Chonburi Sila House is located in an industrial city of Chonburi just right on a couple of highways connecting most of the country’s factories to the country’s capital. Being surrounded by a number of quarries, factories, warehouses and heavy duty highways, Chonburi Sila House faced with some design challenges where living condition is not an ideal.
Architect: Anghin Architecture
Location: Chonburi, Thailand
Area: 275 sqm
Head Architect: Ekkasit Jaeng-anghin
Structural Engineer: Tai Athiarpanon
Design Team: Papatsorn, Darinthip
Photographer: Chaovarith Poonphol
From the architect: Given the rigid nature of the house’s context, the northern, eastern and western faces of the house have to be mostly shielded from a heavy amount of dust and traffic pollution from the highways while also blocking the occupants from a view of a neighboring industrial junkyard and industrial trucks that run the highways 24 hours a day leaving only the southern face free to be open. Fortunately, the south facing side is a residence and is green enough for us to take advantage from.
To achieve our design goals where various degrees of privacy, solidity and openness are required, the house was designed with a set of solid planes of different dimensions as a prominent feature directly inspired by many surrounding quarries found in the area. With these planes, the space of the house was sliced or carved into three main volumes arranged and stacked in such a way that mimics the characteristic of the sila (sila means stone in Thai) quarries. Layer by layer, these planes help shielding the residents from viewing into the derelict junkyard, highways, while at the same time, providing each volume with a private access to the south opening—channeling the view into the south garden. The striking feature of these planes also give very little hint about the true shape and size of the interior volume encased inside; from some angles, the inside volume seems nonexistent, while on the other hand, if viewing from the south garden, the house shows a vast amount of openness as the solid planes transform to become almost disappear.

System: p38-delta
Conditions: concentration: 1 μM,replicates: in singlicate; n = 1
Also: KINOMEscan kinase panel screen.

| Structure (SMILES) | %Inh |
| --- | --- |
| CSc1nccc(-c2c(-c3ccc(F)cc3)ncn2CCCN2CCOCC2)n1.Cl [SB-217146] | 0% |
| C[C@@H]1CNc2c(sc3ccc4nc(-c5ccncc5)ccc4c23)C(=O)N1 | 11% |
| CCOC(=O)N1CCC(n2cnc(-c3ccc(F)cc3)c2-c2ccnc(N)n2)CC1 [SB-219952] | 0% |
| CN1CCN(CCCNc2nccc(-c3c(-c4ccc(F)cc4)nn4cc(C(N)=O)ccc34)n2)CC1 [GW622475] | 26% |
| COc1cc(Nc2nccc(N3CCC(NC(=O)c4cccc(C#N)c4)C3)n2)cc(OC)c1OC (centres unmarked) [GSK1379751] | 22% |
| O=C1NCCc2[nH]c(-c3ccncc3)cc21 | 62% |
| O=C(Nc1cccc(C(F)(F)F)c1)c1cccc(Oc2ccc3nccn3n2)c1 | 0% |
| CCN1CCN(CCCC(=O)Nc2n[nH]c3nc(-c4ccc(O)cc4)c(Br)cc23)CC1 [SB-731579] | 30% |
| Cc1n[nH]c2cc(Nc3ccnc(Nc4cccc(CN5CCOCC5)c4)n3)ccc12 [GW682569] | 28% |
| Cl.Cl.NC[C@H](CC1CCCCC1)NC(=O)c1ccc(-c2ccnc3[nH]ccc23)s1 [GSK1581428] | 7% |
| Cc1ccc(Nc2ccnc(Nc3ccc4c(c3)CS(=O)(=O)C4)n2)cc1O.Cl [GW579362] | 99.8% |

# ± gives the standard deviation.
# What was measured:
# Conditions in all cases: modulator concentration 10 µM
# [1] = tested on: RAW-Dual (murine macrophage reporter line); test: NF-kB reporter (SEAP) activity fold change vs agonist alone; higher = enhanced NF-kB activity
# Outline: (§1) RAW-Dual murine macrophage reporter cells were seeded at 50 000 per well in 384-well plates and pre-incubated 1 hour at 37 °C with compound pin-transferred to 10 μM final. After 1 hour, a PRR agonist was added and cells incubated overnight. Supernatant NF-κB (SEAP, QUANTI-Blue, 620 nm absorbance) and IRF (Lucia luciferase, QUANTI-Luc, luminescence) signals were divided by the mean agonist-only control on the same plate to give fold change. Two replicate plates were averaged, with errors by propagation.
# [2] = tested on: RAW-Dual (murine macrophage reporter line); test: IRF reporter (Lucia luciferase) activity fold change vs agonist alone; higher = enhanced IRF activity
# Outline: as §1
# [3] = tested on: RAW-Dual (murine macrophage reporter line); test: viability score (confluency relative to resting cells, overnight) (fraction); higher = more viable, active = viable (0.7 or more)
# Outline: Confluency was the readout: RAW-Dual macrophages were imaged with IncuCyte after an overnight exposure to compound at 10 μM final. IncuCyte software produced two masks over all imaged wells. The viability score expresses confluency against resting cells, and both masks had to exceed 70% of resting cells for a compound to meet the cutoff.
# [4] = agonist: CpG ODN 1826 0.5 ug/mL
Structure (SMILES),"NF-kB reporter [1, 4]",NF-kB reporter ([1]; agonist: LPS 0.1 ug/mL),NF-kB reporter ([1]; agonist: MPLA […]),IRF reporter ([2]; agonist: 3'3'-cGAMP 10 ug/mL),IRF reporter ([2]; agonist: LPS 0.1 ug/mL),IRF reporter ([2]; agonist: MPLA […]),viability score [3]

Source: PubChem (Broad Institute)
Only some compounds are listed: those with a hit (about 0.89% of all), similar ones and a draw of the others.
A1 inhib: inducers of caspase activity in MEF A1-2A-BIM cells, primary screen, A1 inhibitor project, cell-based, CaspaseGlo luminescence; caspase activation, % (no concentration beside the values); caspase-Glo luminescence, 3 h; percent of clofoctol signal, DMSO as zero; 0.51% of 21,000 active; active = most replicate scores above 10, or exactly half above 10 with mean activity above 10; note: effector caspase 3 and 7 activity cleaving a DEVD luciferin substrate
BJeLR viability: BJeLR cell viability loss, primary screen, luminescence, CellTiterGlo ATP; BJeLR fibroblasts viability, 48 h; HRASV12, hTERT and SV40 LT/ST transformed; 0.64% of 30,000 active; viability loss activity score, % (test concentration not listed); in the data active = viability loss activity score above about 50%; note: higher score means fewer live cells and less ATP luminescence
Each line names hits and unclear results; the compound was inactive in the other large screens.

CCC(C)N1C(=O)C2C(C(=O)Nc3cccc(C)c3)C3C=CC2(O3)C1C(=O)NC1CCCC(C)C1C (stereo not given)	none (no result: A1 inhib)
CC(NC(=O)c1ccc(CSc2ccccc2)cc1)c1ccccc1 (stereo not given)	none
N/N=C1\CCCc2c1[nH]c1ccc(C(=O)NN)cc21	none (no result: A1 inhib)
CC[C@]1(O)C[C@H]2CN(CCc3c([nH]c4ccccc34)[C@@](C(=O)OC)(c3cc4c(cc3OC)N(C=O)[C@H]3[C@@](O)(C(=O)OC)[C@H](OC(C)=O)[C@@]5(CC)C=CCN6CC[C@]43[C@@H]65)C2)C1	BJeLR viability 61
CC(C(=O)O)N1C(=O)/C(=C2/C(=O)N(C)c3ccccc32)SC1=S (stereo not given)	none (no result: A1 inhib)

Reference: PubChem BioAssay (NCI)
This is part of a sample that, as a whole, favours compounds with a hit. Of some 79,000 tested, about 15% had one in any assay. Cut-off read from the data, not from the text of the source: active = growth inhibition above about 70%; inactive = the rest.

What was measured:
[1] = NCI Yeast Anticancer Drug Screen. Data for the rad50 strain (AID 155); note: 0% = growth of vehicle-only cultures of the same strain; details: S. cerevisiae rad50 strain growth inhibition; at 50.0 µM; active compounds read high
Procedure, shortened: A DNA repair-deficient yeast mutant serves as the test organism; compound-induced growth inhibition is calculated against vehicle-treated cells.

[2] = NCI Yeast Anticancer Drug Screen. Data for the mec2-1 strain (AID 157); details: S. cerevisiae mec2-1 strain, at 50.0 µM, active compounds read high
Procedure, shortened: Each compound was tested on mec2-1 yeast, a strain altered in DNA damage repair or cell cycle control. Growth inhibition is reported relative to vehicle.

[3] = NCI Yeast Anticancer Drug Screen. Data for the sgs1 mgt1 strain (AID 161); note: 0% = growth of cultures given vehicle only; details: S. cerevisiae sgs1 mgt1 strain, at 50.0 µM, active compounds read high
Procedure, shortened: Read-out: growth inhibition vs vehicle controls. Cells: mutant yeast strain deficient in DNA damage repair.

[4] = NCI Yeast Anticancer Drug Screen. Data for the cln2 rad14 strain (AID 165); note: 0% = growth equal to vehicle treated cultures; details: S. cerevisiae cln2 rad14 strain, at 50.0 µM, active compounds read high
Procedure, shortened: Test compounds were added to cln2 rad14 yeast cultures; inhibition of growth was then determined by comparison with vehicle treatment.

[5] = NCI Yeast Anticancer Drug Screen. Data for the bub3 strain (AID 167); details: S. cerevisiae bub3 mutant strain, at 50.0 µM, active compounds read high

Lights and heat were also taken into consideration; the main walls are double walls designed with air-gap insulation, the walls sliced into the house onto the direction to catch the local wind, windows and openings are located to promote cross ventilation, skylights are used to bring in lights and ventilate air in areas where side openings are inappropriate. The results are that all areas are naturally illuminated and ventilated.
Interior functions are arranged according to the required level of privacy. The entrance and the social areas are on the lower front layer: the first of the three divided volumes. The middle volume serves as a semi-private area where the main vertical circulation equipped with the skylight is located along with a Buddha praying area, a study area, a toilet and a kitchen. The third layer: the last volume of the house, provides a set of private spaces including bedrooms equipped with private balconies and a bathroom with a private skylight and interior garden.
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